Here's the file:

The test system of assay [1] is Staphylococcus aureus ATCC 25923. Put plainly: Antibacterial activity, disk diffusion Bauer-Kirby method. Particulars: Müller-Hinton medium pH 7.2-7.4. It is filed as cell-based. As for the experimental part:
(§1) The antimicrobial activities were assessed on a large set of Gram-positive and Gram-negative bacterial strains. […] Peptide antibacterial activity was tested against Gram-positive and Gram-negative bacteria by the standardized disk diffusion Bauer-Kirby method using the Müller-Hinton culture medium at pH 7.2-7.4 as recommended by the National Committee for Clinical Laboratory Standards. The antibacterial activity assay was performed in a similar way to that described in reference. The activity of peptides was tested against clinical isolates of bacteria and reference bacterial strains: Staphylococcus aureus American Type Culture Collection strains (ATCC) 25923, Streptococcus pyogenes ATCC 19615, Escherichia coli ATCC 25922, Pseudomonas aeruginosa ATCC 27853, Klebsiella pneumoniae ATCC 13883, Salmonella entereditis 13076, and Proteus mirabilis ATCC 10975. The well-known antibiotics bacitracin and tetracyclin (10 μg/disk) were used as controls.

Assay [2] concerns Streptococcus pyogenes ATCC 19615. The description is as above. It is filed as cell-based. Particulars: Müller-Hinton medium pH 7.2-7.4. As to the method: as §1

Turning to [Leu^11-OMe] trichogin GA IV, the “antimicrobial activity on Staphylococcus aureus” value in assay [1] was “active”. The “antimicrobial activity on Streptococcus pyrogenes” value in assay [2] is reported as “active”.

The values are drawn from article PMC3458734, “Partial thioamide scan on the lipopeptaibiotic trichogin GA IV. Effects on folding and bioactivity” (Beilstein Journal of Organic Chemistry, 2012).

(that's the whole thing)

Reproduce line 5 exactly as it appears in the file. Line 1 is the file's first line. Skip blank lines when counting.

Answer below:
The values are drawn from article PMC3458734, “Partial thioamide scan on the lipopeptaibiotic trichogin GA IV. Effects on folding and bioactivity” (Beilstein Journal of Organic Chemistry, 2012).